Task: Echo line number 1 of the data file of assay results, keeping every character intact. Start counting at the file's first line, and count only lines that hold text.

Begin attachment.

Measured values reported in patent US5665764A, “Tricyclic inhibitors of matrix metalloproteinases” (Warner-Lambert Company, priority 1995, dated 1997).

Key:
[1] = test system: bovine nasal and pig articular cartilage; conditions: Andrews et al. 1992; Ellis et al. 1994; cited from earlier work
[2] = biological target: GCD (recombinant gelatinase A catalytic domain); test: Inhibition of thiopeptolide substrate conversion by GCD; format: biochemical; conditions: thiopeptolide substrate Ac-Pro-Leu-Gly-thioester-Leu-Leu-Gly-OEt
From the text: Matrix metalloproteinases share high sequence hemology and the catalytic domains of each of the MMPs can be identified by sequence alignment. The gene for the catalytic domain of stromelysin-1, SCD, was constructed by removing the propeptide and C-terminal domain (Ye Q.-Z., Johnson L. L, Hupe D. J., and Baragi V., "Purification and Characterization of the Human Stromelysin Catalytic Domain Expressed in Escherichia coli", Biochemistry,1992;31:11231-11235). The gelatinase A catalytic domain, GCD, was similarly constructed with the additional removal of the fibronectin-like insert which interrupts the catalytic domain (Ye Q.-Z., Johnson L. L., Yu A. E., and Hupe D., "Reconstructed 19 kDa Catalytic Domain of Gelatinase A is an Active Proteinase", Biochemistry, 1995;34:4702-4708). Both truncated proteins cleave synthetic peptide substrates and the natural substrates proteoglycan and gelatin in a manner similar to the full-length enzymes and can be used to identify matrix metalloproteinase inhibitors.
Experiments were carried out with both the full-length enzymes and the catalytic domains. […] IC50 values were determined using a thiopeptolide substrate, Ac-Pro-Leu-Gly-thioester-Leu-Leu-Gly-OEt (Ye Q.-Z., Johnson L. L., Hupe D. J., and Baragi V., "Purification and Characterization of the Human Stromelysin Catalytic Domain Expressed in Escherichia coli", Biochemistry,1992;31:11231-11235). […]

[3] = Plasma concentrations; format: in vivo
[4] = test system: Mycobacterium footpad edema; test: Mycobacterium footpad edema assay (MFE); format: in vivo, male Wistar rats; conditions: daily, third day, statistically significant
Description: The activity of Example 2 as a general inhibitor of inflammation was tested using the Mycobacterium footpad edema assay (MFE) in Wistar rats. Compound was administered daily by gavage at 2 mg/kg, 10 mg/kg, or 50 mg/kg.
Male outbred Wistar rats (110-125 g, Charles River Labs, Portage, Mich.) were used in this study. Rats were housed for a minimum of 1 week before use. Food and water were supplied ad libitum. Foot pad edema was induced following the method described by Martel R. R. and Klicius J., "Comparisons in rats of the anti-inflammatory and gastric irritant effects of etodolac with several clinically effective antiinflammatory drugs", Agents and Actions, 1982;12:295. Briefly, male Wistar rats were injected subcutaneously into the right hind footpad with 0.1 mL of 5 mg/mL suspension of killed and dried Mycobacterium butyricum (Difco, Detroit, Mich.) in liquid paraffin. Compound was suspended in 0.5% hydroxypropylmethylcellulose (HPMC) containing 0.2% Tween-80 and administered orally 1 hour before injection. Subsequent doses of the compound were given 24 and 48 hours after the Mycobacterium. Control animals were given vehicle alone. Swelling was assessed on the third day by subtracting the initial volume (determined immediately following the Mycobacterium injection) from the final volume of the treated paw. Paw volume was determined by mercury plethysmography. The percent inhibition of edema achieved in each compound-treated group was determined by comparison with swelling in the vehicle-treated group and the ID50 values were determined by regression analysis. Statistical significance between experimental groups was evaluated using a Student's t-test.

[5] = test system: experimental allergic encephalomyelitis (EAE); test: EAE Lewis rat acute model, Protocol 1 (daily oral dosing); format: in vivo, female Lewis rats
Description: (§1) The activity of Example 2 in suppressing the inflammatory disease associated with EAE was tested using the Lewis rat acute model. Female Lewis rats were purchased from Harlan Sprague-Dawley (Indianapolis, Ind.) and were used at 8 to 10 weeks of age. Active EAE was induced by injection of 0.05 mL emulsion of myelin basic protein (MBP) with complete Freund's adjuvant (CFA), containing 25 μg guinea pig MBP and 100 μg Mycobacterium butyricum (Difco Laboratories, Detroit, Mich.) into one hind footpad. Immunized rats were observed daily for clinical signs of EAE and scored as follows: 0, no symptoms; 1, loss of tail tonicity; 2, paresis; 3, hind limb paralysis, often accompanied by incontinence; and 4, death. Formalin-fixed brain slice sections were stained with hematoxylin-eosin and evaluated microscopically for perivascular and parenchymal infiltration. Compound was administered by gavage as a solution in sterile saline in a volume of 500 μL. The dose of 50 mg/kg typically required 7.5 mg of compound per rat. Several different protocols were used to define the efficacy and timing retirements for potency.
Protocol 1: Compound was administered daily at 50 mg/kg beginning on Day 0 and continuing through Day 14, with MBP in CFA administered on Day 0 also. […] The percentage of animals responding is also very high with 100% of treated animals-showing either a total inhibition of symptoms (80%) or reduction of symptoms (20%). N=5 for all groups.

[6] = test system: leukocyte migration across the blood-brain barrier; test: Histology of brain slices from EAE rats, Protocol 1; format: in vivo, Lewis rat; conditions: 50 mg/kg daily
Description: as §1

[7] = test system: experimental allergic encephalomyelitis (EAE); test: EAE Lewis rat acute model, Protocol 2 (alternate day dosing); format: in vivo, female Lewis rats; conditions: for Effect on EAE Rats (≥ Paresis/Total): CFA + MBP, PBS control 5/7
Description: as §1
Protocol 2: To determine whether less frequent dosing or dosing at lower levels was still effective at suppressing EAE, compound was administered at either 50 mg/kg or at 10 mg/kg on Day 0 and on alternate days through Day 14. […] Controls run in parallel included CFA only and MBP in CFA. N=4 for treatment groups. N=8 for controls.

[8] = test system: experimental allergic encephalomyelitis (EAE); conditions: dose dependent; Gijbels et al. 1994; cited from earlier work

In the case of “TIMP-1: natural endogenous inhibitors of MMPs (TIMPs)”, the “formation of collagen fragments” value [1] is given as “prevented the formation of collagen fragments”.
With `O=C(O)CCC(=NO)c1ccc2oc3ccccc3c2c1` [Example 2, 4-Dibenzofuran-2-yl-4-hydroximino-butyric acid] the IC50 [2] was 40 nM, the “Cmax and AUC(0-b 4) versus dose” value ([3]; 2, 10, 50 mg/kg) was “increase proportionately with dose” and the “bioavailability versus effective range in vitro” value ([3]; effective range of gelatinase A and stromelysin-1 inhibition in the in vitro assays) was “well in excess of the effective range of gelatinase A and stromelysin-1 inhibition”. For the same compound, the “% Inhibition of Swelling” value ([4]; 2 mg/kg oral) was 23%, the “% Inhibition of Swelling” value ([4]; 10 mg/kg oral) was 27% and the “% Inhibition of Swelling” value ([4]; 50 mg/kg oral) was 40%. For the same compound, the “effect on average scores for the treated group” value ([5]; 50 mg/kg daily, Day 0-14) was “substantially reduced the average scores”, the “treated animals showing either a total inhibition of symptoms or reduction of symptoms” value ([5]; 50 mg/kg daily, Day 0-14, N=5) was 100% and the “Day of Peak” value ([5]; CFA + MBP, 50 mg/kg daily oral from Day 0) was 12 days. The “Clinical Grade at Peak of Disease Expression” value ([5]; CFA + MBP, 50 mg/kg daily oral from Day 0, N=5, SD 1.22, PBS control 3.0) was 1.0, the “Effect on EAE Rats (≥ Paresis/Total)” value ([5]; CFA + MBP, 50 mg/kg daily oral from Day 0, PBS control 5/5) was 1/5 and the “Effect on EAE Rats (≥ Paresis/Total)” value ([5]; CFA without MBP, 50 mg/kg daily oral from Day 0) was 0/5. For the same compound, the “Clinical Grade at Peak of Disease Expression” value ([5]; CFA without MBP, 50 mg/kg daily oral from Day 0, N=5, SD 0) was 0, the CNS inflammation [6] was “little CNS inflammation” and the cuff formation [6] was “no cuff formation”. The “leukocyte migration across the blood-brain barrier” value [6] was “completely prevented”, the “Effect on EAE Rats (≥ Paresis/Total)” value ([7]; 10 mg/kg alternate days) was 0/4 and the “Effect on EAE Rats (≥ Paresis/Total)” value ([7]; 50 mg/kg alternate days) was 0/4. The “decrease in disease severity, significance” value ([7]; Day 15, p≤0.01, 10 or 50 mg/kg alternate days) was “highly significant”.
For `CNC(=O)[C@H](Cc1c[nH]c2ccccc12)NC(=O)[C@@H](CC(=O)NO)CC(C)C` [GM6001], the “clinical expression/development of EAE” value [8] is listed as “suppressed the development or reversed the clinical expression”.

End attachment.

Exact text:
Measured values reported in patent US5665764A, “Tricyclic inhibitors of matrix metalloproteinases” (Warner-Lambert Company, priority 1995, dated 1997).